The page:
New York, October 25, 2002—The hostage standoff in central Moscow has highlighted growing restrictions on the Russian media, including this week’s passage of legislation banning “propaganda of terrorism” in mass media. Although the legislation has not become law, the government is already using it to censor coverage of the hostage crisis.
A large group of heavily armed Chechen rebels seized some 700 people in a Moscow theater on October 23, demanding that Russian troops pull out of the war-torn region of Chechnya in southern Russia.
The Qatar-based satellite television channel Al-Jazeera broadcast statements from the gunmen after a videocassette was dropped off at its Moscow bureau.
Meanwhile, Russian media have been interviewing hostages, and even the captors, by cellular phone, over the last two days. When the Moscow-based Ekho Moskvy radio station broadcast a brief interview on October 24 with one of the gunmen in the theater, Media Ministry spokesman Yuri Akinshin warned media outlets not to air statements from the hostage-takers.
“If this is repeated,” said Akinshin, “we reserve the right to take all proper measures, up to the termination of the activity of those media,” the Moscow-based Interfax news agency reported.
Ekho Moskvy editor-in-chief Aleksei Venediktov confirmed that the station had received a warning from the Media Ministry but pointed out that “in the view of our lawyers, we have not violated a single provision of Russian law.”
Today, the Media Ministry submitted a request to the Communications Ministry to shut down Ekho Moskvy’s Internet site, but withdrew the request after the station removed the text of the interview from the Web, Russian news reports said.
At the same time, the Media Ministry closed down Moskoviya, a Moscow television station, for allegedly promoting terrorism. However, after meeting with the director general of the station, the Ministry announced late today that Moskoviya would be back on air tomorrow, according to Russian news sources.
Another Russian media outlet, the Moscow daily Rossiyskaya Gazeta, received a warning from the Media Ministry for publishing a photograph of the body of the young woman who was killed by the armed captors on October 23, as she tried to enter the theater where the hostages are being held.
Early this morning, two journalists with the national television network NTV entered the theater to interview several of the armed Chechen rebels. NTV broadcast footage from inside the theater. However, while NTV showed the images of the hostages and their captors, it did not broadcast their voices. Later one of the hostages, Anna Andrianova, criticized NTV for not airing the audio.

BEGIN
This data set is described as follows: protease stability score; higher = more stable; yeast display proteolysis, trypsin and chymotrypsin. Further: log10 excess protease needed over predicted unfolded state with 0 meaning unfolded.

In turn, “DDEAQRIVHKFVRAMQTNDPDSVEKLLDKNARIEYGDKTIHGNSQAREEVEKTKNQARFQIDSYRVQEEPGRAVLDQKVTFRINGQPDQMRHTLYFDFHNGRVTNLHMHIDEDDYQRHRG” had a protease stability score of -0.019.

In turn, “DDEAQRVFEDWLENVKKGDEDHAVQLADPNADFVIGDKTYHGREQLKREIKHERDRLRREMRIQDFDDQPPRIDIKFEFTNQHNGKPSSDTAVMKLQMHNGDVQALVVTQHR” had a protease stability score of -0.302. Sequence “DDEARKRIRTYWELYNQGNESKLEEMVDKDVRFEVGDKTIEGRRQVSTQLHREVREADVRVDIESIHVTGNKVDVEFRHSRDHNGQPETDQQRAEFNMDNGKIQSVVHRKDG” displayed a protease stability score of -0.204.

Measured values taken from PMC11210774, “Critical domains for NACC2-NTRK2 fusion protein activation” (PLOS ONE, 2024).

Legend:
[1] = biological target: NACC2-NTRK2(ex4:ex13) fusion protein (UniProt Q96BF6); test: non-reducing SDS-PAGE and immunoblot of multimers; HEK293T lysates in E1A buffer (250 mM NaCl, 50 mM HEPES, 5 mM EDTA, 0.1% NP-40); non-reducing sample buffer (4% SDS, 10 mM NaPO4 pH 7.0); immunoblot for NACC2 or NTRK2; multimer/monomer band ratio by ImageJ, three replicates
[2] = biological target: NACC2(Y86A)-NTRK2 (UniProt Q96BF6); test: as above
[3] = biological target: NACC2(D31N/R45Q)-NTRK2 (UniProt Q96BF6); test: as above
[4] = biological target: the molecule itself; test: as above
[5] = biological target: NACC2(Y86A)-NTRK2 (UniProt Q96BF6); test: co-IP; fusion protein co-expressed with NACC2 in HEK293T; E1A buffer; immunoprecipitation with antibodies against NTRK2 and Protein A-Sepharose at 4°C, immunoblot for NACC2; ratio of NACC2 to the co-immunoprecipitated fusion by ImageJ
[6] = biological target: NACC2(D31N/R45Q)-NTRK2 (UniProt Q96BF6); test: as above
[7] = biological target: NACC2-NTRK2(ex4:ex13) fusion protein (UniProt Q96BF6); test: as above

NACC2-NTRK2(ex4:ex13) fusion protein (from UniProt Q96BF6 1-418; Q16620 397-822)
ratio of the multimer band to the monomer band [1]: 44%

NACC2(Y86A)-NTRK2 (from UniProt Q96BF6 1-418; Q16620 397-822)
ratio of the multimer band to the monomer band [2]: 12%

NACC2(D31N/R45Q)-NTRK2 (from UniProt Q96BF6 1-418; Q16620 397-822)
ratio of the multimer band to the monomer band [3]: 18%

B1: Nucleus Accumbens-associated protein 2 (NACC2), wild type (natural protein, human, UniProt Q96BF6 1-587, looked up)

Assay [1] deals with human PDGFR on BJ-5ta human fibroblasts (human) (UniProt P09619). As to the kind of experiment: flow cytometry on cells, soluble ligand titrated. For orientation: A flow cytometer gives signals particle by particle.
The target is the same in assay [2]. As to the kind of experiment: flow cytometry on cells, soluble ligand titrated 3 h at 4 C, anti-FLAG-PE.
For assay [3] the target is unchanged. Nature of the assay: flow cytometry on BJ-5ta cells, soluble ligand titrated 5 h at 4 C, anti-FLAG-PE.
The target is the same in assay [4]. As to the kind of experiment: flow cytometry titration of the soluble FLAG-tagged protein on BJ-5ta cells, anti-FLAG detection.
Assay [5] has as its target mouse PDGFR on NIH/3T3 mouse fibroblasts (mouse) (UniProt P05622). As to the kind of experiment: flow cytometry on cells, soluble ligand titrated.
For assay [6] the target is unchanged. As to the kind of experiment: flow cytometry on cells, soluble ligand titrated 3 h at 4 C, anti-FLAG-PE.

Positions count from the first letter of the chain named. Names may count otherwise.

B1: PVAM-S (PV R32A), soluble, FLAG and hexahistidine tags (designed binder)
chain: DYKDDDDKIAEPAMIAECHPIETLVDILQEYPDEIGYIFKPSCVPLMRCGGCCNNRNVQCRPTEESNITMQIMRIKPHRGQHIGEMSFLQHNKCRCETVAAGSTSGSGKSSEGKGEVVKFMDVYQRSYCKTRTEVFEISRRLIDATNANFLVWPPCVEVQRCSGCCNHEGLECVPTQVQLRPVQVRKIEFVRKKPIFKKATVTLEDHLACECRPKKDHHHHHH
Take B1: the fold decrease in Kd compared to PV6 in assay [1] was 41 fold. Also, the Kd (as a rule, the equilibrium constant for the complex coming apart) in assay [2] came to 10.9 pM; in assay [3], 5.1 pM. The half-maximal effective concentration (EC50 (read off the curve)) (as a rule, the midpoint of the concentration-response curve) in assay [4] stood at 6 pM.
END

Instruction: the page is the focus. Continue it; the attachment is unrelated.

“We would like for our requests and demands to the leadership [of the country] to be conveyed…. And we want to be heard,” said Andrianova in a telephone interview with Ekho Moskvy. “Unfortunately, NTV only showed the picture,” she added.
New legal restrictions on press coverage of terrorism
NTV appeared to be acting in response to a series of government actions this week. On October 23, just hours before the hostage crisis began, the State Duma voted overwhelmingly—259 to 34 with two abstentions—to broaden legal restrictions on news coverage of statements issued by terrorists and about anti-terrorist operations, widely referred to as the “Law on Battling Propaganda of Terrorism in Mass Media.”
The bill, which was under consideration months before the hostage crisis began, bans the media from printing or broadcasting an array of vaguely defined topics, including information that justifies extremist activities, justifies resistance to counter-terrorist operations, hinders counter-terrorist operations, and reveals anti-terrorist tactics.
Although the media bill has yet to be approved by the upper house of Parliament and signed by President Vladimir Putin before it officially becomes law, the Media Ministry’s actions this week against Ekho Moskvy, Moskoviya, and Rossiyskaya Gazeta were all based on the pending legislation.
Journalists are among the hostages and those seeking to end the standoff.
A journalist for the Moscow-based Interfax news agency, an editorial assistant for Agence France-Press, and a typist from Ekho Moskvy radio station were all reported to be among the hundreds of hostages.
Meanwhile, according to Russian press reports, the hostage-takers specifically requested that a prominent journalist who has covered human rights violations in Chechnya be among a team of negotiators.
Anna Politkovskaya, a war correspondent for the Moscow newspaper Novaya Gazeta, along with doctors and Red Cross officials, entered the theater several times today to deliver emergency supplies and attempt to negotiate the release of the hostages, Interfax reported.